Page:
EGFR mutations are not associated with human mucinous adenocarcinoma (1). While mutant Kras–induced lung tumorigenesis was suppressed by NKX2-1 in vivo (present study and ref. 10), whether mutant EGFR–induced lung tumorigenesis is influenced by NKX2-1 in vivo is unknown. Mutated active EGFRL858R was conditionally expressed in the respiratory epithelium of wild-type or Nkx2-1+/– mice by crossing Scgb1a1-rtTA;[tetO]-EGFRL858R mice (18) with the Nkx2-1+/– mice (13); these mice are referred to herein as EGFRL858R;Nkx2-1+/+ and EGFRL858R;Nkx2-1+/–, respectively. Unexpectedly, tumor number and volume were significantly decreased in EGFRL858R;Nkx2-1+/– mice compared with EGFRL858R;Nkx2-1+/+ littermates (Figure 5A), which indicates that tumorigenesis mediated by mutant EGFR was enhanced by NKX2-1. Consistent with the infrequent presence of EGFR mutations in human mucinous adenocarcinoma of the lung (1), neither EGFRL858R;Nkx2-1+/+ nor EGFRL858R;Nkx2-1+/– mice developed mucinous adenocarcinomas (Figure 5B). Lung tumors in EGFRL858R;Nkx2-1+/– mice stained for MUC5B, but not Alcian blue or MUC5AC. These results indicate that (a) NKX2-1 enhances tumorigenesis in the context of an activated mutant EGFR, and (b) the mutant EGFR did not induce tumor goblet cells in Nkx2-1+/– mice. Consistent with these mouse data, the majority of the KRAS mutation–associated human adenocarcinoma cell lines expressed high levels of MUC5AC mRNA, whereas all cell lines bearing EGFR mutations expressed little or no MUC5AC mRNA (Figure 5C). Of KRAS mutant cell lines, those lacking NKX2-1 expressed higher levels of MUC5AC and MUC5B mRNA than did those positive for NKX2-1 (Figure 5C), which suggests that NKX2-1 suppresses mucin gene expression in mutant KRAS–associated tumors.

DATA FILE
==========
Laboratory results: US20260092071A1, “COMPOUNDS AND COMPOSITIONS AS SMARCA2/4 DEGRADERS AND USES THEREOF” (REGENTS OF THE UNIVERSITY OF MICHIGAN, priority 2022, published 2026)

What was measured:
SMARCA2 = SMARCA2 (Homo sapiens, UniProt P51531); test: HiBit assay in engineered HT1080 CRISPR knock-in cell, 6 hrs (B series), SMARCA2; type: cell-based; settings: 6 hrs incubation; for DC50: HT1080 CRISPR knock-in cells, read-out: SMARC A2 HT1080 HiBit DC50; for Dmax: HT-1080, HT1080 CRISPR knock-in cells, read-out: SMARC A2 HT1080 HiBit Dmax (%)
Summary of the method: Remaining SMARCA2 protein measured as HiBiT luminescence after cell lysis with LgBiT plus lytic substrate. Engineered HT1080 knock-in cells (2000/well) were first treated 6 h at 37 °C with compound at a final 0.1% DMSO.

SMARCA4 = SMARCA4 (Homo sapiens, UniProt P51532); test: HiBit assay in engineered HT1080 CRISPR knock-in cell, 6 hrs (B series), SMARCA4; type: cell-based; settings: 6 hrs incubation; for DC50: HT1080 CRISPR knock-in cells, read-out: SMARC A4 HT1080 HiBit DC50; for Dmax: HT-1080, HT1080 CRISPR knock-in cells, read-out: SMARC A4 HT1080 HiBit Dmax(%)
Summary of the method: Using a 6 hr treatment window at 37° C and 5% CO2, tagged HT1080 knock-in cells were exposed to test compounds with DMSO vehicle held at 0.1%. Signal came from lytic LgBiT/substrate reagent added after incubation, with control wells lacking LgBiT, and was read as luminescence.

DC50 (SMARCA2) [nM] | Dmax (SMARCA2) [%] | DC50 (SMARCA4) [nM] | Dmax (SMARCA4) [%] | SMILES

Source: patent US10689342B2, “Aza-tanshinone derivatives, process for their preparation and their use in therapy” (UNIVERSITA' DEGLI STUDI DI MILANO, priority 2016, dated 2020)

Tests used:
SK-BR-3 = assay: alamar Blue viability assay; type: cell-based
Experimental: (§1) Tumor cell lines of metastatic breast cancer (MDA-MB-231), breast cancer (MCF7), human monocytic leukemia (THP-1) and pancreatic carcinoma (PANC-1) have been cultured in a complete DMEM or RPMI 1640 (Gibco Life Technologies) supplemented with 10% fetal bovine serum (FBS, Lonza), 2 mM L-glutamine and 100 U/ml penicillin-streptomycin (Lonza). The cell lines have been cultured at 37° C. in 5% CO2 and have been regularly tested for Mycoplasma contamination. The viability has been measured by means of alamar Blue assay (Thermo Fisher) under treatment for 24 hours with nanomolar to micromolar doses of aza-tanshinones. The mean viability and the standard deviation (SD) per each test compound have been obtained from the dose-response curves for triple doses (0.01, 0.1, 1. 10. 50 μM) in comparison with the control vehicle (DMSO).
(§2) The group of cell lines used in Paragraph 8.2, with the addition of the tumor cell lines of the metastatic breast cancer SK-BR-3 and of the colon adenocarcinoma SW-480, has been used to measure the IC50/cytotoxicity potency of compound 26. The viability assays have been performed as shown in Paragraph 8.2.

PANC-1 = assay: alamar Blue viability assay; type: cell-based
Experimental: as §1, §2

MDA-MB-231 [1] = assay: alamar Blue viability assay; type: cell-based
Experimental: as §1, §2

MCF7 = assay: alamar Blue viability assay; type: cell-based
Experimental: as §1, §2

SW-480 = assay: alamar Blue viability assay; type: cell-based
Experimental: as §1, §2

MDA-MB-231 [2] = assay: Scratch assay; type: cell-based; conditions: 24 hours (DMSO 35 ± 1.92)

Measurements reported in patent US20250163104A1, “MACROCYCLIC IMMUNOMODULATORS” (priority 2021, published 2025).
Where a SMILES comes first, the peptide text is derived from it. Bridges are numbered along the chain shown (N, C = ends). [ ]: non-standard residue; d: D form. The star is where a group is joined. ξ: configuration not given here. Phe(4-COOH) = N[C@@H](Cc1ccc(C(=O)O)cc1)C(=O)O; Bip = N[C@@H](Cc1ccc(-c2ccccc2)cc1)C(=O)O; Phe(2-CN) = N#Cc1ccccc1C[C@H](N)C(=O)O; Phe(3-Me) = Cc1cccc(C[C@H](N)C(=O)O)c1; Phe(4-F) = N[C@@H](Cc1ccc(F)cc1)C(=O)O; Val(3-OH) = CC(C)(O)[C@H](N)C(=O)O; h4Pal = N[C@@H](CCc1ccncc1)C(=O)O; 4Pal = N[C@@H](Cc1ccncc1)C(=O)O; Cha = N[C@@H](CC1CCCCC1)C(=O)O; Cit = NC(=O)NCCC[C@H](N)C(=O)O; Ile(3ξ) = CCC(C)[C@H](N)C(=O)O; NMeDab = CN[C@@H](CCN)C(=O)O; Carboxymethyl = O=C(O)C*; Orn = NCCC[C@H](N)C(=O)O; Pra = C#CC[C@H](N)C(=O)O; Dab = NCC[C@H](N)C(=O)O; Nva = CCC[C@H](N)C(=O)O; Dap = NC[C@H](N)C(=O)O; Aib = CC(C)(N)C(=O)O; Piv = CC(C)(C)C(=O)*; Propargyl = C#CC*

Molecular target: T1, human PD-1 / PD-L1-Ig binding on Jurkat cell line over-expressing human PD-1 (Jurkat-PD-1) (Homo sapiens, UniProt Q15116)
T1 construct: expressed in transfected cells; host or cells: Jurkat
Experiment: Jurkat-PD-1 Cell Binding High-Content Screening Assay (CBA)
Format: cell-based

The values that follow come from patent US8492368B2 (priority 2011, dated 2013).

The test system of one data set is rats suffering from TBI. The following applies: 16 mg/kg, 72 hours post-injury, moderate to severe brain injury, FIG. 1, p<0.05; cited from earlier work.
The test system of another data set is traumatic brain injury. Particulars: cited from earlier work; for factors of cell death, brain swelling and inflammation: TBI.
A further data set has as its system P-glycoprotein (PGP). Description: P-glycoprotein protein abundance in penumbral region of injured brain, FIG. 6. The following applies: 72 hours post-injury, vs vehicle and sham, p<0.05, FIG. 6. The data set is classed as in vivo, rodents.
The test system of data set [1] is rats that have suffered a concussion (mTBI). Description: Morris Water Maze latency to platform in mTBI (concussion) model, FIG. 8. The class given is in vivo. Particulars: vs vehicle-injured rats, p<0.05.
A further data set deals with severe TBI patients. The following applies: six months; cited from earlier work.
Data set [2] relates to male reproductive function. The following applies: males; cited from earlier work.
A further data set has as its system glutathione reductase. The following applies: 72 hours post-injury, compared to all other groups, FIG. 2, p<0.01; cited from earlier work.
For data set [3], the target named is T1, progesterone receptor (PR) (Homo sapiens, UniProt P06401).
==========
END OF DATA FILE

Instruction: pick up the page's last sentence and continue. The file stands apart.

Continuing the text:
EGFRL858R mice did not develop mucinous adenocarcinoma of the lung regardless of Nkx2-1 expression.
(A) Number and volume of lung tumors, measured by microCT, were decreased in EGFRL858R;Nkx2-1+/– (n = 19) compared with EGFRL858R;Nkx2-1+/+ (n = 13) mice 4 months after Dox administration. n = 16 (control). (B) Lung sections were stained with Alcian blue, MUC5AC, and MUC5B. Mucinous tumors were not observed in EGFRL858R;Nkx2-1+/– or EGFRL858R;Nkx2-1+/+ mice. Tumor cells in lungs of EGFRL858R;Nkx2-1+/+ and EGFRL858R;Nkx2-1+/– mice did not stain with Alcian blue or MUC5AC, whereas tumor cells in lungs of EGFRL858R;Nkx2-1+/– mice stained with MUC5B. (C) MUC5AC mRNA was highly expressed in NKX2-1–negative KRAS mutant lung carcinoma cell lines (H2122 and A549), but not in EGFR mutant lung carcinoma cell lines. MUC5B mRNA was expressed in both KRAS mutant (H2122 and A549) and EGFR mutant (H3255) cell lines. Shown is fold induction compared with mRNA expression of H3255 cells. Results are mean ± SEM (A) and mean ± SD of triplicates for each group (C). N.D., not detectable. *P < 0.05. Scale bars: 100 μm.